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The Living Systems Institute at Exeter University opened in 2016.

The Living Systems Institute opened in autumn 2016 and is now home to 28 research teams composed of biologists, engineers, physicists and mathematicians. Currently, I have the pleasure to work for a local developer where I’m contributing to deliver outstanding housing developments that are healthy to live in, have exceptionally clean air and are environmentally friendly.

I also feel privileged to be a member of the Design Review Panel, providing an impartial, constructive, review process during the pre-application stage of the planning process for applicants and local authorities.

But my career highlights have more to do with the people I have worked with rather than with the projects themselves. During my career, I have had the pleasure to work with exceptional professionals and people who have believed in, supported and inspired me and contributed to shape the professional I am today.

DBW: What would you most like to change about the architecture, engineering and construction sector?

PH:

I wish the construction sector could be more resilient, collaborative and flexible. We need to stop working in silos. We need to stop being afraid of sharing knowledge, of generating synergies, of doing things in a different way. We need to scrap the “it’s always been like this” motto.

I’d also like it to become more inclusive. We all need to embrace diversity, equality and inclusion, making it more attractive to the younger generations. And we seriously need to look at closing the gender pay gap.

DBW: Which news related event (or events) has had the greatest impact on your career and why?

PH:

Brexit is quite a controversial matter that has impacted not just my professional life in terms of market uncertainty, shortage of skilled professionals and materials, but also my personal life as an EU citizen. I’m afraid I still struggle to see the benefits of Brexit.

If nothing, the COVID-19 pandemic of 2020/2021 has proved that the industry can be more flexible than we were led to believe. It turns out that driving 100 miles to attend a meeting was not so essential! The pandemic restrictions have also made clients and professionals within the sector realise how important creating healthy buildings and spaces is.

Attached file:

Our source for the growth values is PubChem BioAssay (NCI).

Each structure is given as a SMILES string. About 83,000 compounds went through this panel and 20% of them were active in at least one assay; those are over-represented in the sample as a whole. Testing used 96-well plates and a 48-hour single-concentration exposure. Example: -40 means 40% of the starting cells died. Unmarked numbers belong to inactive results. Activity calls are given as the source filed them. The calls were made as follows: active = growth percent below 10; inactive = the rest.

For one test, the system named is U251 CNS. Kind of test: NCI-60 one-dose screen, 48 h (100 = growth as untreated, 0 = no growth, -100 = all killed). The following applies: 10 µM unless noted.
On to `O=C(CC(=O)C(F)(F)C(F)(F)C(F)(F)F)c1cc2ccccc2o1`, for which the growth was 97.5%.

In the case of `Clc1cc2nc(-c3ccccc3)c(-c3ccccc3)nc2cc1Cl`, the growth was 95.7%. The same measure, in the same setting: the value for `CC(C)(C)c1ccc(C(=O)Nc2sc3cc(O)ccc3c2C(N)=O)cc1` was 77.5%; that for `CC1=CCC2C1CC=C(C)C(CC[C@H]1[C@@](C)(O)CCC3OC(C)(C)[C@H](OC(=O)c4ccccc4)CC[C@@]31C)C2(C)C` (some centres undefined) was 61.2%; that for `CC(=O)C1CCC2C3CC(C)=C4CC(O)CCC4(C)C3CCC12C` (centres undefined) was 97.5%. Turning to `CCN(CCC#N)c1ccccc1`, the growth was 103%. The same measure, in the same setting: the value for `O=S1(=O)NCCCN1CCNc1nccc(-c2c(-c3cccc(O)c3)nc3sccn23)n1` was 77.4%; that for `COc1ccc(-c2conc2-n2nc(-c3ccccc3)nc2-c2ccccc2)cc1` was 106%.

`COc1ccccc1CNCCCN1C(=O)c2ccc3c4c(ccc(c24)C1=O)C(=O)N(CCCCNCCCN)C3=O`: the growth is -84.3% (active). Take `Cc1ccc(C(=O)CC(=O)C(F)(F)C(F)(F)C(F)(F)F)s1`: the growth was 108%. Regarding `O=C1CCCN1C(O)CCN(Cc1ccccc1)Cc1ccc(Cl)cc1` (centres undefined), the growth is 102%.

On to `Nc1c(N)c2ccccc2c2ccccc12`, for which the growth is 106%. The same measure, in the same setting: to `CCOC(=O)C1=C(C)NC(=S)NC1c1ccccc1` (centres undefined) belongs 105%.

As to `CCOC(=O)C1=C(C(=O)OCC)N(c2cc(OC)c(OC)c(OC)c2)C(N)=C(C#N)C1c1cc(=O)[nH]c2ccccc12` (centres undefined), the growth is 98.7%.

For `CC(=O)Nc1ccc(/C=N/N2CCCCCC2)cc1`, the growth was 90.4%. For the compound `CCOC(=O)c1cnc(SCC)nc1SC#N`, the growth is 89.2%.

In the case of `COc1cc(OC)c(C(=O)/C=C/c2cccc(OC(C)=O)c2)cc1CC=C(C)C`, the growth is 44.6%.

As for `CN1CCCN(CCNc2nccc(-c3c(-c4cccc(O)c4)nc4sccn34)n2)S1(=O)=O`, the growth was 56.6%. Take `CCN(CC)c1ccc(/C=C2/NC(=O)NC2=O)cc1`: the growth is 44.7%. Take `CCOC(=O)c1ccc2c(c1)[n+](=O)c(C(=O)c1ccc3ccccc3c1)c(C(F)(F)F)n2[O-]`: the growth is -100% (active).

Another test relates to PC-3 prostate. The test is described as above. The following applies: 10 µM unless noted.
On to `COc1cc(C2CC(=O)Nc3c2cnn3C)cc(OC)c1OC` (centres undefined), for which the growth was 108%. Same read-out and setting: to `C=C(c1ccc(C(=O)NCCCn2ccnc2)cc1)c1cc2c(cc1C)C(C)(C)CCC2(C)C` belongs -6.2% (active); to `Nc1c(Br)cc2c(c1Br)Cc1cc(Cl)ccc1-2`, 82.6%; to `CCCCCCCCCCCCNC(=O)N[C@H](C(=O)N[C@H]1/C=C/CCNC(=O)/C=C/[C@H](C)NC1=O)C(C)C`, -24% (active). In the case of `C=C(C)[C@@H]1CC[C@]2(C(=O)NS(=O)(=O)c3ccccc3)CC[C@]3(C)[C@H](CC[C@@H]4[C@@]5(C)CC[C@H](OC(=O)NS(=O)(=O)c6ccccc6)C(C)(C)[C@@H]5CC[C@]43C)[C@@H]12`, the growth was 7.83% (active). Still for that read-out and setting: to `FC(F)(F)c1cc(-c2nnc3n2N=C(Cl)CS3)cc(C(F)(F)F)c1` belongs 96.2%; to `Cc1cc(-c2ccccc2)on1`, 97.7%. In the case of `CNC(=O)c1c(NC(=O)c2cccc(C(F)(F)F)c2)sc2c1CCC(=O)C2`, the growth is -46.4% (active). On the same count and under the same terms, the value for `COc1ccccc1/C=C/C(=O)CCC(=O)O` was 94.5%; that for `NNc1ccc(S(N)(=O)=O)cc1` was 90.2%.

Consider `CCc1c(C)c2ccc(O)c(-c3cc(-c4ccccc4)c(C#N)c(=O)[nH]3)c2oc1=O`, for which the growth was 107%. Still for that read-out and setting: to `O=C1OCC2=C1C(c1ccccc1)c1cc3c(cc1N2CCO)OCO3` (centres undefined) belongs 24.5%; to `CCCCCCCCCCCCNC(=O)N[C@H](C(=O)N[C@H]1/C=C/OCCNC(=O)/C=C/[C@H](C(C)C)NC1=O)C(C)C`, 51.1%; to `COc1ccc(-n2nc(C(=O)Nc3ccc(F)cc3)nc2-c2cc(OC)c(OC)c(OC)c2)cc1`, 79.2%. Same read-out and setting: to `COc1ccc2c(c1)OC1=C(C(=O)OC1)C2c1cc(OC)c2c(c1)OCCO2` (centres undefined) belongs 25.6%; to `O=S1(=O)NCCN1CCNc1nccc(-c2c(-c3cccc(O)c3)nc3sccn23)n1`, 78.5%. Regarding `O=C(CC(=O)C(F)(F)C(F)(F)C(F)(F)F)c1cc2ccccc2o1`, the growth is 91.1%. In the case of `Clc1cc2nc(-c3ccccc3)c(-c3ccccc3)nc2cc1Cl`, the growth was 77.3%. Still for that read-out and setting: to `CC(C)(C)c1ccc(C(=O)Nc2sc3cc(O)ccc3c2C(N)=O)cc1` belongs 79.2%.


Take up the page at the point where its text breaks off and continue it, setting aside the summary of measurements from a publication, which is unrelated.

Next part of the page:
As for technology, with more and more people working remotely, adopting BIM and other more collaborative ways of working is crucial for the successful delivery of projects. BIM can no longer be seen as a “nice to have” or “fancy” element in a construction project.

DBW: What are your go to sources of knowledge when you research subjects that are new to you? Can you share your recommendations?

PH:

I don’t know how people survived before Google. I use it to find articles, publications, research, webinars, networking and even to connect with experts and like minded professionals.

I use LinkedIn a lot, and I read the CIOB and APM magazines monthly, as well as various newsletters such as Designing Buildings Wiki, the Passivhaus Trust Newsletter and the UKGBC newsletter.

DBW: What is the most valuable professional advice you’ve received? What advice would you give?

PH:

The best advice I have been given is this: It's better to get forgiveness than permission.

If I were to give advice it would be: Time spent learning will never be time wasted. All skills are transferable. You might not use them straight away, but they will come in handy at some point.

DBW: Is there anything else you’d like to share with our audience?

PH:

I would like to encourage everyone, regardless of what stage of their career they are in, to find themselves a mentor. Having a mentor is one of the most valuable opportunities for professional development, allowing you to improve your individual work performance and boost your career.

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On site with Paloma Hermoso.

And if you are up for it... become a mentor. Only then you will fully appreciate the immense sense of personal achievement and satisfaction that you can get from supporting another human being.


This article is based on Paloma Hermoso's written responses submitted on 21 June 2021. Hermoso can be reached via email at [email protected]uk or through social media (on LinkedIn or Twitter).

To be interviewed for Designing Buildings Wiki, please send the editor an email.

--Heidi Schwartz